The politics of Germany’s call for burka curbs

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Suspected Islamic State supporter Jennifer Vincenza M stands in the courtroom before the beginning of her trial in Duesseldorf, Germany, 21 January 2015Image copyrightEPA
Image captionFew Muslim women in Germany wear any form of the full veil

If Germany’s interior minister has his way, Muslim women will be banned from covering their faces in nurseries, schools and universities, in public offices and courts and while driving.

Thomas de Maiziere has stopped short of proposing a complete ban. It is widely accepted that to totally ban the burka would violate Germany’s constitution, which fiercely upholds the right to religious freedom.

Nevertheless, the minister said he and his fellow conservatives completely opposed the burka or, for that matter, any other full face veil.

“It doesn’t fit into our open society,” said Mr de Maiziere.

“Showing your face is fundamental for communication, for the cohesion of our society.”


In reality, it is uncommon to see women wearing the full face veil in Germany.

Friday’s announcement was really all about politics.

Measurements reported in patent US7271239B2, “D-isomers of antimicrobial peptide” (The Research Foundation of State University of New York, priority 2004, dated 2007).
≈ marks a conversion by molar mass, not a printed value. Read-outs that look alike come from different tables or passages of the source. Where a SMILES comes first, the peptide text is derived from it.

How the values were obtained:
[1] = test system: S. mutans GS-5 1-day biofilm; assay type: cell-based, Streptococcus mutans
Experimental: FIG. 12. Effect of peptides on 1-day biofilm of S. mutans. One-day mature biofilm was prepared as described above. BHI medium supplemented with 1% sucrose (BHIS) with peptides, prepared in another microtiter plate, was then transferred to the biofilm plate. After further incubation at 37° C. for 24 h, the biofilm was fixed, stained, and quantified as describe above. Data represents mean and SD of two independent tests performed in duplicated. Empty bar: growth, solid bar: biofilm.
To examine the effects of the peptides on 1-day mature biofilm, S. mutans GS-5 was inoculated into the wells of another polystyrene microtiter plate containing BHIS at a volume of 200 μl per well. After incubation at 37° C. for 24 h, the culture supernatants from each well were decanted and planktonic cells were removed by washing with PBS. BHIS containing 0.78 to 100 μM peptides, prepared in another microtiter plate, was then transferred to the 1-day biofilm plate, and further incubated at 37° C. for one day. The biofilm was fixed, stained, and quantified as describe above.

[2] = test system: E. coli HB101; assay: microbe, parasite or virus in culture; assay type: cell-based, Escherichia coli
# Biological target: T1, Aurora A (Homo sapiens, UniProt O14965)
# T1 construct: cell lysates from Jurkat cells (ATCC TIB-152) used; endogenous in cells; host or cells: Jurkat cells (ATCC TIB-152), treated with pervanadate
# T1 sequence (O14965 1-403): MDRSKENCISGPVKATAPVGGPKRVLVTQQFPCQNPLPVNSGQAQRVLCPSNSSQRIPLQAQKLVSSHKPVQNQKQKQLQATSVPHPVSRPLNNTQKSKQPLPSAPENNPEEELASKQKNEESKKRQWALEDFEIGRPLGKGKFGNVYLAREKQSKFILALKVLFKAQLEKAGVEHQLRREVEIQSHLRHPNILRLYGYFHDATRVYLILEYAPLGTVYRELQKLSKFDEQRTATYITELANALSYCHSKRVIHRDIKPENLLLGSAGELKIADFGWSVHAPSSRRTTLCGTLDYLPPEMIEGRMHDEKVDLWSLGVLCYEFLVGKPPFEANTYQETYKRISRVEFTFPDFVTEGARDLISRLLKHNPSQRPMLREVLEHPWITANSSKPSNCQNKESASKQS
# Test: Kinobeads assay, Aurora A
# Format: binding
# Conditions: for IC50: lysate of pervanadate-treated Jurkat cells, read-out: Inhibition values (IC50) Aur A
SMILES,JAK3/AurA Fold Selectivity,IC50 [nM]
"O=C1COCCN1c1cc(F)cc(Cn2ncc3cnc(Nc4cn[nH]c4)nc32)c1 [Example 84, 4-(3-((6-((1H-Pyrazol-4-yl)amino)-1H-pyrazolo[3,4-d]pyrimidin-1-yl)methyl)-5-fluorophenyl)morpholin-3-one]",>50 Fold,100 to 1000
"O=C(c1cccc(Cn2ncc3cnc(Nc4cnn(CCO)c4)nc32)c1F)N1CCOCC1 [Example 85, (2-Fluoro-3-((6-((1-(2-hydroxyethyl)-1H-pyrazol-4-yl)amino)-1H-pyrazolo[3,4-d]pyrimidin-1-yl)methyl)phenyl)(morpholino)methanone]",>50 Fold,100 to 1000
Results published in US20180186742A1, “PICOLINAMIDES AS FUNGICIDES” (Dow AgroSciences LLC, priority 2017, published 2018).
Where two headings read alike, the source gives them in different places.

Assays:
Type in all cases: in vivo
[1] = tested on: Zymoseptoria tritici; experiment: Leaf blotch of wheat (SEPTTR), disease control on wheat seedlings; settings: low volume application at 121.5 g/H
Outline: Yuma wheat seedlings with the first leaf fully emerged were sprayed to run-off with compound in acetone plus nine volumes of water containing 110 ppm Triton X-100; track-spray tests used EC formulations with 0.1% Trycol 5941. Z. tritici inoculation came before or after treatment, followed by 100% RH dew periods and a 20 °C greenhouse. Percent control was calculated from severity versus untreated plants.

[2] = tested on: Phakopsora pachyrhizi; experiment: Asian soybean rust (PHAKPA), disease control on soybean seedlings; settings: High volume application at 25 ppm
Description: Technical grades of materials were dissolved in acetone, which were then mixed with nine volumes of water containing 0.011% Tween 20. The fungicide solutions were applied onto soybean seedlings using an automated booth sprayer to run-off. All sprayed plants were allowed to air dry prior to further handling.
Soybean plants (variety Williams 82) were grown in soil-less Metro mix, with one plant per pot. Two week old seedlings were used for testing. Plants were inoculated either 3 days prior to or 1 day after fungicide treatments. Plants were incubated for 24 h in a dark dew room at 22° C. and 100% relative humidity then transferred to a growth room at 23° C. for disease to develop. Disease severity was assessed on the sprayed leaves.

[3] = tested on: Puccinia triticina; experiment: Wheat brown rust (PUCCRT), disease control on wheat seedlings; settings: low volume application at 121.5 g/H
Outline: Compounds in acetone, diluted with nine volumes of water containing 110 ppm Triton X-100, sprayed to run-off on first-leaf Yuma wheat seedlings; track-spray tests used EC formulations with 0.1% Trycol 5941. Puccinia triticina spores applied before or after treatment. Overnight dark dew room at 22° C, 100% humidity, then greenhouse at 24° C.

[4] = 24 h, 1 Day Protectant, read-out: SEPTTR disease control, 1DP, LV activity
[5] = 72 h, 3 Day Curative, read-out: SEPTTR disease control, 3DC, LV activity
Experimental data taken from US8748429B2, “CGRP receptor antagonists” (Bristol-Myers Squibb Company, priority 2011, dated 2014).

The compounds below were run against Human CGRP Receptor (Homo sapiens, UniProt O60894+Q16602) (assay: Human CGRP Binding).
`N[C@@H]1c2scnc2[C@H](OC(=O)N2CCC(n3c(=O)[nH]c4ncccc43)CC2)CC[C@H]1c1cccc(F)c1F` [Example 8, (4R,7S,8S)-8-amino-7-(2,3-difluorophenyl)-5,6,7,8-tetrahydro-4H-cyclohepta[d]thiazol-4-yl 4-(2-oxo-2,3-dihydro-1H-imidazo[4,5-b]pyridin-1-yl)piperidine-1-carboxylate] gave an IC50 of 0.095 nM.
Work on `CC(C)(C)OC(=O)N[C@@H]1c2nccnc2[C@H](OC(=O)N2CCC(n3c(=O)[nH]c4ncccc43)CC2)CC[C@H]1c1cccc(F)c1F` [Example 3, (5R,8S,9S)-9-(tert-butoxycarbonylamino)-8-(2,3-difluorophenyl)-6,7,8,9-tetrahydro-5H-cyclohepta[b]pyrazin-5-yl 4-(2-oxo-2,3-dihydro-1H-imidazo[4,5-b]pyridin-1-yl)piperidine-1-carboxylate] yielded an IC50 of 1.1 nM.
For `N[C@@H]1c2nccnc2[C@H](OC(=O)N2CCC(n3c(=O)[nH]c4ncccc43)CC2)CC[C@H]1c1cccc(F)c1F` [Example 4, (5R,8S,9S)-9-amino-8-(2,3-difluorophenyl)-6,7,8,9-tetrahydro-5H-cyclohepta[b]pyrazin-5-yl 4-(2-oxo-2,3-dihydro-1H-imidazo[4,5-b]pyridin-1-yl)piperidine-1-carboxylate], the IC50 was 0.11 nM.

Thomas de Maiziere at a news conference, 19 August 2016Image copyrightAFP
Image captionGermany’s interior minister is proposing a range of security measures, in the context of sensitive public debate around Islam in Germany

Two issues will dominate next year’s general election in Germany; how to integratemore than a million asylum seekers, and how to tackle the threat posed by Islamist terrorism.

Both issues are already the subject of sensitive public debate and Angela Merkel’s conservatives are losing votes to the right wing anti-Islam party Alternative fuer Deutschland.

The party is expected to take seats in parliament for the first time next year and it’s polling at 19% of the vote in Mecklenburg Vorpommen and 14% in Berlin.

Both regions will hold state elections in September. It was no accident that the interior ministers of both states accompanied Mr de Maiziere as he made his announcement on Friday.

This is an unashamed attempt to lure back voters.

combination image of four types of Islamic veilImage copyrightAFP
Image captionSome Muslim women choose to wear the burka (bottom right), the niqab (top right), the chador (bottom left) or the hijab (top left)


The proposal is not yet draft legislation. If it gets that far, it is likely to encounter significant resistance in the German parliament.

But Germany feels ill at ease.

It is a country unsettled by the arrival of hundred of thousands of refugees and on edge after a recent spate of violent attacks – two of which were perpetrated by asylum seekers who are thought to have been inspired by IS.

Friday’s announcement is a powerful indication of just how deeply this country is changing.

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